Technology oriented careers have been making a comeback. Accordingly, talented technology managers are necessary in every area of the field - from Web design and development, to database-driven e-commerce, to software engineering, to technical service and support. Technology positions, from programmer to CIO, are also critically important in organizations from all industries, including manufacturing, healthcare, education, government and service firms. Technology professionals often seek career advancement but need the leadership skills necessary to advance their careers. In response to these industry demands, adult-learning and distance learning schools now offer technology degrees at the bachelor's and master's degree levels, often in accelerated formats.
However, other necessary characteristics of successful technology managers cannot be found on a silicon microchip or in a line of CSS markup code. Some of these characteristics include a talent for leadership; the ability to communicate ideas and directions, and the ability to motivate and mentor staff. These skills are not taught in all technology curricula of the 21st century. However, some information technology and computer science academic curriculum designers are beginning to recognize the importance of teaching soft skills in the classroom. Accordingly, some programs of study now emphasize specialized leadership training for would-be technology managers.
The United States Bureau of Labor Statistics (BLS) states that computer and information systems professionals typically require advanced-level training (namely, a master's degree) in order to be considered for leadership positions in technology. The BLS also points to the need for technology job applicants to have diverse experience in technology systems and applications. This experience will allow them to lead staff who work in different departments and who have different types of technology skills. An additional benefit to pursuing training for technology management careers is the bright future outlook of this field. These careers are expected to grow 16 percent through the year 2016.
Technology leadership training programs at the master's degree level will typically have two or three core academic components. The first core component, obviously, is technology. Students who pursue this type of master's degree typically begin the program with knowledge of at least one higher-level programming language; and are comfortable with database management or development, as well as computer networking systems administration. The master's in leadership and information technology course of study will build on students' foundations in information science and systems, enabling students to approach these disciplines from a leadership and management perspective.
Students will learn to lead employees as well as communicate with all levels of the organization and customers.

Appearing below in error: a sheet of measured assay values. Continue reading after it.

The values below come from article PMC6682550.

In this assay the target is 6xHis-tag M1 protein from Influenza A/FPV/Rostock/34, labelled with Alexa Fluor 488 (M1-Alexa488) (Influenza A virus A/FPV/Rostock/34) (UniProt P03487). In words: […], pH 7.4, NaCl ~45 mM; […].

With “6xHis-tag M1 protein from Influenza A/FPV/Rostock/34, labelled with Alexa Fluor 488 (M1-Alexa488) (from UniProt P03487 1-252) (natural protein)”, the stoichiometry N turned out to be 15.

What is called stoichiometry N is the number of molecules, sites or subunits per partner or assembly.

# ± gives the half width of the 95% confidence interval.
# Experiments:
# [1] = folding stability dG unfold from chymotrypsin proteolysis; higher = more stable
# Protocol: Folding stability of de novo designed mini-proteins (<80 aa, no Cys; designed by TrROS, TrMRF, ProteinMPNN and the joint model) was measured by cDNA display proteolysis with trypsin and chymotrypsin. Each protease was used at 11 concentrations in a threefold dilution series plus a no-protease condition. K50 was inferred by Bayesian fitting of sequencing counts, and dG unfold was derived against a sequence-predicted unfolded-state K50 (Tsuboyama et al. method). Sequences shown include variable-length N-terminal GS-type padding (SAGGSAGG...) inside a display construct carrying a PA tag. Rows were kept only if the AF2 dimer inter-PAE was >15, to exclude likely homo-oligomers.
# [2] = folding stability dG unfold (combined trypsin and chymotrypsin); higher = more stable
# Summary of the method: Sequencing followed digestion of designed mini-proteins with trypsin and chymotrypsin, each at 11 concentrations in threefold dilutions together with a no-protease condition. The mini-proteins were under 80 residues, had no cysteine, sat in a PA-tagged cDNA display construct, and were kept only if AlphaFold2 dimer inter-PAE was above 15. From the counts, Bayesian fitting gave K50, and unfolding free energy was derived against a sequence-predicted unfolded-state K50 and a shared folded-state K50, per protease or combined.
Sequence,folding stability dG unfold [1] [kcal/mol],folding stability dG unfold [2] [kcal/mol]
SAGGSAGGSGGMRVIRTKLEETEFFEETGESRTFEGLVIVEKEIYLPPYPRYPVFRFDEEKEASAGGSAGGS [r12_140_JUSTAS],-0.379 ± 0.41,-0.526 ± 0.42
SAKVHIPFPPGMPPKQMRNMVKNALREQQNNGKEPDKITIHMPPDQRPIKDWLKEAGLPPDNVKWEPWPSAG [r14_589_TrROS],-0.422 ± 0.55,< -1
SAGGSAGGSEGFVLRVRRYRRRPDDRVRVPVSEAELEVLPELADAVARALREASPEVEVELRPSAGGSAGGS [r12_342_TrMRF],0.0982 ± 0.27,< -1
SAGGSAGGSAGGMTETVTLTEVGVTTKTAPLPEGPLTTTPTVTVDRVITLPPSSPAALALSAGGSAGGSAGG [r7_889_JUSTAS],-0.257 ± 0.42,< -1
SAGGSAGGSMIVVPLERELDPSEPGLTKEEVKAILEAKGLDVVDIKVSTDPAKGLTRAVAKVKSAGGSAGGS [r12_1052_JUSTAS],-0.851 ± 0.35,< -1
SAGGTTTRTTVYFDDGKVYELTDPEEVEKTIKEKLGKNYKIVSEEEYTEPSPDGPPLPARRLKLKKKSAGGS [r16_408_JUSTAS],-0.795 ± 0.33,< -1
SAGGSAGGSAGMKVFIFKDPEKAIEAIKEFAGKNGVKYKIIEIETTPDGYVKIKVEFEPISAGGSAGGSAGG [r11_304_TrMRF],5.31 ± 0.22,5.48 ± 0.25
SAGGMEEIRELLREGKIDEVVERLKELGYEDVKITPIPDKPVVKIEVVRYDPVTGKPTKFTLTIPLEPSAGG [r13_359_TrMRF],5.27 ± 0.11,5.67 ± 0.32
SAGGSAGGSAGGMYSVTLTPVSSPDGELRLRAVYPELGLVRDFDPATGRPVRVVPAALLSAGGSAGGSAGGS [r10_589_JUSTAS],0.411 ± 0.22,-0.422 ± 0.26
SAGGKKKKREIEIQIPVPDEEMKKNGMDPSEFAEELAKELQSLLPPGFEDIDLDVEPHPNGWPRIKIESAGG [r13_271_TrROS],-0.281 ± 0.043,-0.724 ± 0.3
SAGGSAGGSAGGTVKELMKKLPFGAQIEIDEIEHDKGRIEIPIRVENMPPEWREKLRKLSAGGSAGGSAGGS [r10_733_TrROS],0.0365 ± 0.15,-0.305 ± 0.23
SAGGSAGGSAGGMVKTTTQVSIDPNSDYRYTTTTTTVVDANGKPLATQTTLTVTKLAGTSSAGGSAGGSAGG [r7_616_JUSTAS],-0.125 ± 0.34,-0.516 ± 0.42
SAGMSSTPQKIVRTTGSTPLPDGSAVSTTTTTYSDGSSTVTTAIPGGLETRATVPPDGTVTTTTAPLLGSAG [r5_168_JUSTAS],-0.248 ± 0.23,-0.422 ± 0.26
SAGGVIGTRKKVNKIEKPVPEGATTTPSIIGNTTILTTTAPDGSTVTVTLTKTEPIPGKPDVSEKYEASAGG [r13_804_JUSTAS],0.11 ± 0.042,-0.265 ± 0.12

In CIO Magazine's 2007 State of the CIO survey of more than 500 IT professionals, the three skills "most pivotal for success in your role" were: the ability to communicate effectively, strategic thinking and planning, and ability to lead/motivate staff. In other words, leadership skills. The primary characteristics that all technology managers must have are leadership skills. These attributes enable technology leaders to motivate staff; to direct projects or business activities in a way that maximizes profits, and to ensure that staff on hand are competent and contribute to strong worker retention. According to career advice site Monster.com, the best managers and leaders in technology are those men and women who are directly involved in project management and task delegation, rather than those who give orders from afar.
In the tech industry, there exists a decades-old stereotype about the social inclinations of technology workers. Unfairly or not, they have been historically pegged as lacking in leadership skills and strong communication abilities. Industry efforts to disassemble this stereotype is one primary reason why students interested in technology management are able to enroll in master's-level programs of study that combine technology skills with interpersonal and leadership skills.
The other reason more and more master's-level technology programs of study focus on business and leadership skills is because technology manager careers have become more specialized and decisions-driven. Managers in tech fields must be able to assess the technology systems in place at their companies, and make system implementation and upgrade decisions that will be positive for their employees and clients. Technology must support and align with organizational goals. Making the right technology decisions requires developed leadership skills, strong soft skills, and polished business acumen.